If you’re new to investing and collecting precious metals, this special way of measuring gold and silver can be confusing. The troy ounce is different than the regular ounce used to measure other goods, such as food. This system was put into place to keep the unit of measure standardized, as gold and silver are bought, sold and traded all over the world.
What Is the Difference Between an Ounce and a Troy Ounce?
One troy ounce contains 2.75 grams more than a regular ounce. If you were to place it on a regular scale it would be approximately 10% heavier than the standard unit of measure. To be exact, one regular ounce is 28.35 grams, while a troy ounce is 31.1 grams. One kilogram is equal to 32.1507 troy ounces.
Why Does It Matter?
This is important to know because there are sellers on the market that can make their products seem a better deal by listing them in ounces instead of troy ounces. This little trick could lose you quite a bit of money, especially if you purchase a large amount. Here at Midwest Bullion Exchange we list all our items in troy ounces to make it easy and convenient for you. If you do happen upon an item that is being sold in regular ounces, you will want to convert it.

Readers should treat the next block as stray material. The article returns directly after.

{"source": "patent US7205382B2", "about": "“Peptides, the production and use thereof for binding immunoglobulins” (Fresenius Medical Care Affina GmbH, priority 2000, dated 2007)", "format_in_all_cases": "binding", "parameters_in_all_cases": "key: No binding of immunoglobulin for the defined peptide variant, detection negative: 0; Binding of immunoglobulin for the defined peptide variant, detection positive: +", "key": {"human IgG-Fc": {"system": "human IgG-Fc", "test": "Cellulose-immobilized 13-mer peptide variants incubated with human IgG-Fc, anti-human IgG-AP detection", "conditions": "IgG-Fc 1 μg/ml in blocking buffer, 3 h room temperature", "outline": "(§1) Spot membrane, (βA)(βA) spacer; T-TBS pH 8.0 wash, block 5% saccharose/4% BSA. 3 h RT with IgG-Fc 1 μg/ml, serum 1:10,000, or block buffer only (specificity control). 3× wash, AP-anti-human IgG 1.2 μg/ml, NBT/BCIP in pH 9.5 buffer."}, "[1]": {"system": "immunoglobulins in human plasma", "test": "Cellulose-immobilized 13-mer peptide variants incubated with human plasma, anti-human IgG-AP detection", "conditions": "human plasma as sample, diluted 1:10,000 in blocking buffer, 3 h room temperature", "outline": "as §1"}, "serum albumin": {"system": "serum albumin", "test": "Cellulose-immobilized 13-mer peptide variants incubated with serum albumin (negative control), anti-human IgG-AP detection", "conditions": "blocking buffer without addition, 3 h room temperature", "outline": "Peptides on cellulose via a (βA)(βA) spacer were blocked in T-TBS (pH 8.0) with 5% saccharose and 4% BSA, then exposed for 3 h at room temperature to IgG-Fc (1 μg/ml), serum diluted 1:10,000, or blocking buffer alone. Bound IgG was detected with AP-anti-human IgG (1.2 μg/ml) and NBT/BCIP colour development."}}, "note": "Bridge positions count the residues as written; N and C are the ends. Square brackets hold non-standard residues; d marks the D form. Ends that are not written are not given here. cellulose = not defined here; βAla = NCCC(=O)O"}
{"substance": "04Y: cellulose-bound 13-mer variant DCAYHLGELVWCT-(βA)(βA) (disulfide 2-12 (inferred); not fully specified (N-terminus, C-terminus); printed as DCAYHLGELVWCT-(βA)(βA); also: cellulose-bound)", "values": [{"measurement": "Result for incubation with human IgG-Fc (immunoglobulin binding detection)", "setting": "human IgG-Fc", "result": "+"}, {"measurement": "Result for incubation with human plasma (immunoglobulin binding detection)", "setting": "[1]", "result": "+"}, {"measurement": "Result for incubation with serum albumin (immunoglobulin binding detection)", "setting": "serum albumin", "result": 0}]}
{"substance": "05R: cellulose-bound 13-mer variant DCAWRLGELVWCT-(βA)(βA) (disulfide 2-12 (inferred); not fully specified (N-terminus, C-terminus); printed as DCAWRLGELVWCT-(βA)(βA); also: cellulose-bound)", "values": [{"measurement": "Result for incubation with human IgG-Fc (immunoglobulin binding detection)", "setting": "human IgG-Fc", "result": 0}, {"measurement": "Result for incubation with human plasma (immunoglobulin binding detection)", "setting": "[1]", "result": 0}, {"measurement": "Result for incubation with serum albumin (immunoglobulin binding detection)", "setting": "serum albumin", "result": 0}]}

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Disclaimer: Midwest Bullion Exchange, Inc. is a precious metals broker/dealer and is not a licensed investment adviser. Although we strongly advocate programs that allow you to hold precious metals in your retirement, we cannot predict the future performance of precious metals or programs that allow precious metals. Furthermore, we recommend that you consult with a professional tax adviser when making decisions that carry tax liabilities. Midwest Bullion Exchange, Inc. reserves the right to decline services to individuals after it has been determined the products and services offered by Midwest Bullion Exchange, Inc. are not suitable for the individual. The author has made every effort to ensure accuracy of information provided; however, neither Midwest Bullion Exchange, Inc., nor the author can guarantee complete accuracy. This article is for informational purposes only. Midwest Bullion Exchange, Inc. and the author of this article do not accept any fault for losses and/or damages arising from the use of this publication.